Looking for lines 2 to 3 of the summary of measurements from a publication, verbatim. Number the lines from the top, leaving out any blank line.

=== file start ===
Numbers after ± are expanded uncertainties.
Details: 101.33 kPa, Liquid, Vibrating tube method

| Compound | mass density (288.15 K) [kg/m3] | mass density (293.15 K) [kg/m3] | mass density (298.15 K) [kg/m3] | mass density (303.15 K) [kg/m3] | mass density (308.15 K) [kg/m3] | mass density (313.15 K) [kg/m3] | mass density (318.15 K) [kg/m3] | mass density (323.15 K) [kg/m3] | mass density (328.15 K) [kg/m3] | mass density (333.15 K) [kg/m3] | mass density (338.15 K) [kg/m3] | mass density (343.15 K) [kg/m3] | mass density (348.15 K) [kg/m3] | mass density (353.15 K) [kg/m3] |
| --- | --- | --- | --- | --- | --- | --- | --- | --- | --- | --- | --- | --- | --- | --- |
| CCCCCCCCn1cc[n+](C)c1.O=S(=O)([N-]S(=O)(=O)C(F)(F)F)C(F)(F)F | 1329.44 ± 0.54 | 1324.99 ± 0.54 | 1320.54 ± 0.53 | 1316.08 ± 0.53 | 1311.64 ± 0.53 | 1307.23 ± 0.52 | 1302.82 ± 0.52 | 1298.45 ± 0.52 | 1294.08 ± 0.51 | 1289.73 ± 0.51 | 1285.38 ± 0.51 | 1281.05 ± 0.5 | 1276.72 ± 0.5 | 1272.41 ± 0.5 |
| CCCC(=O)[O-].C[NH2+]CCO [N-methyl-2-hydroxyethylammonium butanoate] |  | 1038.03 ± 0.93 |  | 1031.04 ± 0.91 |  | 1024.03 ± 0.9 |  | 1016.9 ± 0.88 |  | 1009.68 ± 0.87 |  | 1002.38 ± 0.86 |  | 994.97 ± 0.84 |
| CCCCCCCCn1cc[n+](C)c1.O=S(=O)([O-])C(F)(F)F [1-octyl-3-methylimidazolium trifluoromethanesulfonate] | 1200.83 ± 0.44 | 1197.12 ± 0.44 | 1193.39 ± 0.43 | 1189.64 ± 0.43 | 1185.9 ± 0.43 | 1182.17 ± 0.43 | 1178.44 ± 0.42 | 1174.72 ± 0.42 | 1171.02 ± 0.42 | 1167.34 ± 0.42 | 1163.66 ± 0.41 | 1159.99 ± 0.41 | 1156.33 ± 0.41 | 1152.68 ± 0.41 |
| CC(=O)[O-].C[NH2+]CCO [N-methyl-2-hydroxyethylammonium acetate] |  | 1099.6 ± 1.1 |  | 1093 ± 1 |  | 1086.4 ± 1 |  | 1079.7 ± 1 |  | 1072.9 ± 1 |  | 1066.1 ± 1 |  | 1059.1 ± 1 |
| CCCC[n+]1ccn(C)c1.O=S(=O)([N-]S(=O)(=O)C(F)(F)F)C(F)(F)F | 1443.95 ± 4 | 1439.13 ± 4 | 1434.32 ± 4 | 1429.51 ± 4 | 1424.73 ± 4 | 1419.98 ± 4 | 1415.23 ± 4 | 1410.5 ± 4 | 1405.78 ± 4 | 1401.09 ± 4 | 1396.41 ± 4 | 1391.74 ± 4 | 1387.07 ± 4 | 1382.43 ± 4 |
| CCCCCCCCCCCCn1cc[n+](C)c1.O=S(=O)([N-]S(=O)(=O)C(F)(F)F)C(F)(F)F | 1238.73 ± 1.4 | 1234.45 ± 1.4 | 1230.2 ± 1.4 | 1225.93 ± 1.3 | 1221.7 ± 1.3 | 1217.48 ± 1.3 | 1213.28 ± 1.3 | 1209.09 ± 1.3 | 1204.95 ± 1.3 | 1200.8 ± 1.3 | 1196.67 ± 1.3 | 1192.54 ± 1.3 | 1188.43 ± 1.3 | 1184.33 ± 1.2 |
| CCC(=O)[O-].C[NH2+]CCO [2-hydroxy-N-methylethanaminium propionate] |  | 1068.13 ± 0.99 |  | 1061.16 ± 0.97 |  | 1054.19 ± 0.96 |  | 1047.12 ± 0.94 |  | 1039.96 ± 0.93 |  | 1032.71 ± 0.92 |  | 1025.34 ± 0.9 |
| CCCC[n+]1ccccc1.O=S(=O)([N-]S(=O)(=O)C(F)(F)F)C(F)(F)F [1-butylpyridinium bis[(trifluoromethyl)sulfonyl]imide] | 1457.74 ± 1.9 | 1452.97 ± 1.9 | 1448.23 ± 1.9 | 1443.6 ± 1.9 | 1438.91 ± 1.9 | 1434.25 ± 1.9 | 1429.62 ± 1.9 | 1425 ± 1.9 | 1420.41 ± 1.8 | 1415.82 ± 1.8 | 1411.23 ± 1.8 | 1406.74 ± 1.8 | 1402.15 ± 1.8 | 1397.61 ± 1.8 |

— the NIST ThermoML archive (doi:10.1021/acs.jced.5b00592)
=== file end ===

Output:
Details: 101.33 kPa, Liquid, Vibrating tube method

| Compound | mass density (288.15 K) [kg/m3] | mass density (293.15 K) [kg/m3] | mass density (298.15 K) [kg/m3] | mass density (303.15 K) [kg/m3] | mass density (308.15 K) [kg/m3] | mass density (313.15 K) [kg/m3] | mass density (318.15 K) [kg/m3] | mass density (323.15 K) [kg/m3] | mass density (328.15 K) [kg/m3] | mass density (333.15 K) [kg/m3] | mass density (338.15 K) [kg/m3] | mass density (343.15 K) [kg/m3] | mass density (348.15 K) [kg/m3] | mass density (353.15 K) [kg/m3] |